The rest follows along in a similar vein: turgid, unorginal, and about as appealing as a used condom that's been left out in the sun on an August afternoon. Because mere clear, coherent, grammatical description could not possibly do these characters justice***, I have to use more excerpts; please accept my apologies. Within just a few pages, I learned that while Fifty Shades of Grey offers the spicy, romantic eroticism of a proctology textbook written for nine-year-olds, it also has the literary sophistication of a proctology textbook written for nine-year-olds:

[Christian telling Ana about his business philosophy:] "Business is all about people, Miss Steele, and I'm very good at judging people. I know how they tick, what makes them flourish, what doesn't, what inspires them, and how to incentivize them. I employ an exceptional team, and I reward them well." He pauses and fixes me with his gray stare. "My belief is to achieve success in any scheme one has to make oneself master of that scheme, know it inside and out, know every detail. I work hard, very hard to do that. I make decisions based on logic and facts. I have a natural gut instinct [Wait, didn't he just say he uses logic and facts in the last sentence?] that can spot and nurture a good solid idea and good people. The bottom line is it's always down to good people." (10)

This goes on for another page and a half. I kept myself awake by editing for grammar, punctuation, and stupidity. Speaking of which:

Sometimes I wonder if there's something wrong with me. Perhaps I've spent too long in the company of my literary romantic heroes, and consequently my ideals and expectations are far too high. But in reality, nobody's ever made me feel like that. (24)


But? I do not think that conjunction means what you think it means.

[Ana gets up and then goes back to bed:] Returning to the bedroom, Christian is still asleep. (125)

You may think that I've chosen all of the worst that Fifty Shades of Grey has to offer; I assure you, there's much more: 514 pages, to be precise. To start with, it seems that Ana's mom and roommate share an STD, although James never really clarifies this:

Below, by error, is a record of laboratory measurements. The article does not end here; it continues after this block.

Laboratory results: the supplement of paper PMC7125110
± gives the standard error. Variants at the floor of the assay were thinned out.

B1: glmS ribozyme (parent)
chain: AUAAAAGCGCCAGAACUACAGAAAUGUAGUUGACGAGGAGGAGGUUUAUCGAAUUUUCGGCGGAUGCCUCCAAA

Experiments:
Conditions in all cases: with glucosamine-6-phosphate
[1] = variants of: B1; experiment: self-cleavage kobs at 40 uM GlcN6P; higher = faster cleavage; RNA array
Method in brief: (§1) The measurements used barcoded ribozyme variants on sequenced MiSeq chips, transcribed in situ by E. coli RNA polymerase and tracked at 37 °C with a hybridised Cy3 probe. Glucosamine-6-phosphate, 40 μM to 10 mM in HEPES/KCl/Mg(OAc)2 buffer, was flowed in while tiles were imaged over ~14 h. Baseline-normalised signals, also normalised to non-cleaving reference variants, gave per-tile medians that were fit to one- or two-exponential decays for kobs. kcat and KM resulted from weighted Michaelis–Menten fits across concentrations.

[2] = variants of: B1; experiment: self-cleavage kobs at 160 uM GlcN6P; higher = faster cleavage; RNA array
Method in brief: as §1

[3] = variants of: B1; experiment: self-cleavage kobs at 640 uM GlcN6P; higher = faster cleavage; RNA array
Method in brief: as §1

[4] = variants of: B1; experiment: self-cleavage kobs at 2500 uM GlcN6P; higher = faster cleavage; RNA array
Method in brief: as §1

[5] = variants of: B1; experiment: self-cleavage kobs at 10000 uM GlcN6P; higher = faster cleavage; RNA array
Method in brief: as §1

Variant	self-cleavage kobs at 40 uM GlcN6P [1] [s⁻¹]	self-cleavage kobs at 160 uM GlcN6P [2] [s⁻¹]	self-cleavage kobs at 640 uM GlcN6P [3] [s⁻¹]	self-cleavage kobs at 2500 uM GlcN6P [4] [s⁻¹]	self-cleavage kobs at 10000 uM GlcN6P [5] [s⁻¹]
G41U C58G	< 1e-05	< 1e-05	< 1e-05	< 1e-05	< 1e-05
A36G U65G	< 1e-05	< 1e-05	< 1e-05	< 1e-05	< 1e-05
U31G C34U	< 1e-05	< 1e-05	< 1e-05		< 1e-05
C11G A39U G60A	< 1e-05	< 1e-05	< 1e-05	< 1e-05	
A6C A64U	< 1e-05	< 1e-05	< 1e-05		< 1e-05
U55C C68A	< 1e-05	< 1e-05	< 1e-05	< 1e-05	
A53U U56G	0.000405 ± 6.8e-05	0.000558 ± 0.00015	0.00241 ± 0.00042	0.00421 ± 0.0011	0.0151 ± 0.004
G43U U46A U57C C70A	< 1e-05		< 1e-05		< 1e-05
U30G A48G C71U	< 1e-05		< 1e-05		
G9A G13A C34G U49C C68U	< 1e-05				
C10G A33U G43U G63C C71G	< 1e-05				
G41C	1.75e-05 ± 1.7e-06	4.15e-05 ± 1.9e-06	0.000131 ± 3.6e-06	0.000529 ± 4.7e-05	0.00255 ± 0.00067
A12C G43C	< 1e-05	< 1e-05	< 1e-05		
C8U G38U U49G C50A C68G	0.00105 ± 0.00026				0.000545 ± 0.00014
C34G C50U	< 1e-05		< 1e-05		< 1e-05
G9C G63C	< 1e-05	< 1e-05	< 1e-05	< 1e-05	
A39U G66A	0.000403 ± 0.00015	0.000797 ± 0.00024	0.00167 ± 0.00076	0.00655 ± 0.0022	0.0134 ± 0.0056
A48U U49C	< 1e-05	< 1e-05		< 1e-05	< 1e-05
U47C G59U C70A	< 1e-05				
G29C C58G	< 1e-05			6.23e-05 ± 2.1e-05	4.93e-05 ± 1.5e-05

Her curiosity oozes through the phone. (34)

My mom is oozing contrition, desperately sorry not to make my graduation. (206)

And then there are the sphinxes:

I can almost hear his sphinxlike smile through the phone. (35)


"Hi," I say softly, and my sphinxlike smile meets his. (332) 

In other parts of the book, Ana demonstrates the strength of character for which Christian often praises her (when he's not shaming and intimidating her for not drying her hair properly, of course -- and no, I'm not making that up, either):

"Hi," I bleat timidly in to (sic) the phone. (58)

Wow. I am in awe and slightly daunted by this underwear. (70)

And then she shows her intelligence:

We're talking about cheese . . . Holy crap. (103)

Ana also has some multiple-personality problems; her "inner goddess" and her "subconscious" (of which she is fully conscious at all times) appear regularly throughout FSoG:

My subconscious is figuratively tutting and glaring at me over her half-moon specs. (63)

I flush at the waywardness of my subconscious--she's doing her happy dance in a bright red hula skirt at the thought of being his. (67)


What, it's not figurative this time?

My subconscious has reared her ugly, snide head. (69)


No, dude, your mom's head is snide.